What Strategic Ambiguity?

June 12, 2006 • Commentary
This article appeared in the South China Morning Post on June 12, 2006.

For decades, the United States has practised a policy of “strategic ambiguity” about what its response would be if conflict broke out in the Taiwan Strait. Former assistant secretary of defence Joseph Nye was only a little more blunt than other US officials when he told his Chinese hosts in 1995: “We don’t know, and you don’t know.” But now another US official, Deputy Secretary of State Robert Zoellick, may have inadvertently eliminated any ambiguity in an emotional, off‐​hand remark to a congressional committee.

He made the comment while responding to withering criticism by some members of the House International Relations Committee about the Bush administration’s refusal to allow Taiwanese President Chen Shui‐​bian to make a transit stop in the continental US. Mr Zoellick warned that Washington should not become too supportive of Taiwan, because that would encourage pro‐​independence forces on the island. “Let me be very clear,” he said. “Independence means war. And that means American soldiers, sailors, airmen and marines.”

Although his comment was clearly designed to dampen enthusiasm in Congress for the Taiwanese cause, it is more likely to be seen as a green light by the pro‐​independence faction in Taiwan. For strategic ambiguity to work, both Taipei and Beijing must be uncertain of the US response to a crisis. That uncertainty supposedly will lead to caution in both capitals.

The Taiwanese could assume that the US would come to their defence if Beijing launched an unprovoked attack, but a US rescue might not occur if Taiwan provoked the mainland. Conversely, Beijing would have to worry that the US might defend the island under any circumstances.

What Mr Zoellick said, however, is that US forces would intervene even if Taiwan created a crisis by asserting its independence. Strategic ambiguity has been revealed as a fraud. Mr Zoellick’s remark confirmed that Washington would prevent the mainland from conquering Taiwan regardless of how a conflict began.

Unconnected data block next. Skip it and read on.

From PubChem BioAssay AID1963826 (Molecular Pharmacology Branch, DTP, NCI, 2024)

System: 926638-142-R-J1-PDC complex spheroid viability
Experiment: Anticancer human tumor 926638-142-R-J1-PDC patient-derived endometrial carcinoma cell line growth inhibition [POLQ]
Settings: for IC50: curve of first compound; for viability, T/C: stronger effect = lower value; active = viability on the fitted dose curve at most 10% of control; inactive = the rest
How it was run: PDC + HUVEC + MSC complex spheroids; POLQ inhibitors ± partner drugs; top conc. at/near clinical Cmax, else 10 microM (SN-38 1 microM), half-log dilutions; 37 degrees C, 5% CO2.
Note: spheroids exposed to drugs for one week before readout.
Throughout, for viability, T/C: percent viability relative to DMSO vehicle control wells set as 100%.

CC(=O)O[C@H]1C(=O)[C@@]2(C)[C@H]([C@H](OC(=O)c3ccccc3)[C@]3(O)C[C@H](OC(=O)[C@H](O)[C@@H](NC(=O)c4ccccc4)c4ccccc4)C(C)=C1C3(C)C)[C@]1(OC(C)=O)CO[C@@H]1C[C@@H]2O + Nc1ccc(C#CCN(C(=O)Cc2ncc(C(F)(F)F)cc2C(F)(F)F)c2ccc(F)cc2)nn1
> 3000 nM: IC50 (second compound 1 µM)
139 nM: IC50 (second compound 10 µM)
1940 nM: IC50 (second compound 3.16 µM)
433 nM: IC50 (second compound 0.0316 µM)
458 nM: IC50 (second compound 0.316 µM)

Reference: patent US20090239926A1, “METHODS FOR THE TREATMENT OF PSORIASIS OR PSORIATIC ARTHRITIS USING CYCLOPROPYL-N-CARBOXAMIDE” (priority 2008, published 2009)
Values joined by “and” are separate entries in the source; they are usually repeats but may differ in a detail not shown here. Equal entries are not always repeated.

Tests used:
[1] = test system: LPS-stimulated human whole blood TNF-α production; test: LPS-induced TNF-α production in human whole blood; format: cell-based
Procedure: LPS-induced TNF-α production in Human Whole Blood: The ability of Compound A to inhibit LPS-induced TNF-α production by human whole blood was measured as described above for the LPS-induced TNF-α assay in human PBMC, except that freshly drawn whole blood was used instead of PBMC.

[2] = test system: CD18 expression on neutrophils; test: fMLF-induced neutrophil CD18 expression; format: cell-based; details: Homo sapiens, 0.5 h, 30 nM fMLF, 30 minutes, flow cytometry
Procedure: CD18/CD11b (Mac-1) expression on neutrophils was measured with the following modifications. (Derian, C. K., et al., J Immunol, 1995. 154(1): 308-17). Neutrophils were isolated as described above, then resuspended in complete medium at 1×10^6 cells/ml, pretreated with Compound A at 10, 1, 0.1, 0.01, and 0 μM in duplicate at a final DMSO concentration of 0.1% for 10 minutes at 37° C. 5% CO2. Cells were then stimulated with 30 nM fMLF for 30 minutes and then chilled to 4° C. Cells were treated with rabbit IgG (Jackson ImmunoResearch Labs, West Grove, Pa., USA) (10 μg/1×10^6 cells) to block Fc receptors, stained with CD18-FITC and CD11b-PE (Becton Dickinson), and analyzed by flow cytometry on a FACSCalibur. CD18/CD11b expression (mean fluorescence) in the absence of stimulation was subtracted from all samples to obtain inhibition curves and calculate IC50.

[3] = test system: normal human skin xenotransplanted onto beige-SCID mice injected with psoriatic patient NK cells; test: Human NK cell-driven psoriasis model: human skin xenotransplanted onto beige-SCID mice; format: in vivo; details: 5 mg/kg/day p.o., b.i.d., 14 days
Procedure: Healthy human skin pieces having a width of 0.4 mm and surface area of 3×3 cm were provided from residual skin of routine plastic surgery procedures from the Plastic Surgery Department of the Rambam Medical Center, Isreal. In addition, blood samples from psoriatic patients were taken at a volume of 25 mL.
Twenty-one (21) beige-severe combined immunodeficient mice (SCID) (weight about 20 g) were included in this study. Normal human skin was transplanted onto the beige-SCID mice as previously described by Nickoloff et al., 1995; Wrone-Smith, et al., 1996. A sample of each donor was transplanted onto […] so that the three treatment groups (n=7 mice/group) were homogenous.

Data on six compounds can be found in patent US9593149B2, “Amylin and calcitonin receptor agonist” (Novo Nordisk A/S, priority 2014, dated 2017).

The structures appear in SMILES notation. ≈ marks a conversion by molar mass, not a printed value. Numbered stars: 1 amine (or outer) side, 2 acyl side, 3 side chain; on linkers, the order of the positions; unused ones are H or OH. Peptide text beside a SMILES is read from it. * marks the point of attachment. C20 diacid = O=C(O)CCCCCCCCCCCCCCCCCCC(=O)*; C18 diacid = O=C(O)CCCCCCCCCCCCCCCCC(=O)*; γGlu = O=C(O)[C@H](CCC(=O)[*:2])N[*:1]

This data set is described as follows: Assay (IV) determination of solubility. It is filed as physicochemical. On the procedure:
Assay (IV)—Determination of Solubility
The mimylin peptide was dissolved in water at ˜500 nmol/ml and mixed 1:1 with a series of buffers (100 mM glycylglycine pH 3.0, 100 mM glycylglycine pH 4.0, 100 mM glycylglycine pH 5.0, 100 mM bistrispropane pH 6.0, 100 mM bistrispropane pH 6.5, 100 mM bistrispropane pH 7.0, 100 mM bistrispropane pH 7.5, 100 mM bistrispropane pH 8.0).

Mr Chen and the hardline elements of the Democratic Progressive Party could scarcely imagine a clearer green light for their goal of an independent Taiwan. And, given the turbulent politics in Taiwan these days, Washington has even more reason than usual to worry about what Mr Chen might do during his final two years in office. His administration is currently buffeted by an array of financial scandals that has reached his immediate family. His public approval rating is even lower than President George W. Bush’s rating in the US. With the national legislature controlled by an opposition coalition, any domestic policy agenda Mr Chen might have is dead on arrival.

He may well believe that his only chance for a lasting legacy is to validate Taiwan’s independence — even given the threat of a military response from the mainland. Now that he knows US intervention is certain, he may be more inclined to take that step.

This development underscores the perilous nature of US policy. Washington is at the mercy of decisions in both Beijing and Taipei over which it has little or no control. A precipitous action by either capital could plunge the US into war. And Washington may now have to worry more about Taiwan’s conduct than the mainland’s.

Strategic ambiguity was a dubious policy which assumed that both Taipei and Beijing would assess the likely US response in exactly the way Washington wanted. But at least it gave the US the option of avoiding a war at the last minute by abandoning Taiwan. Mr Zoellick’s inadvertent candor has eliminated that option.

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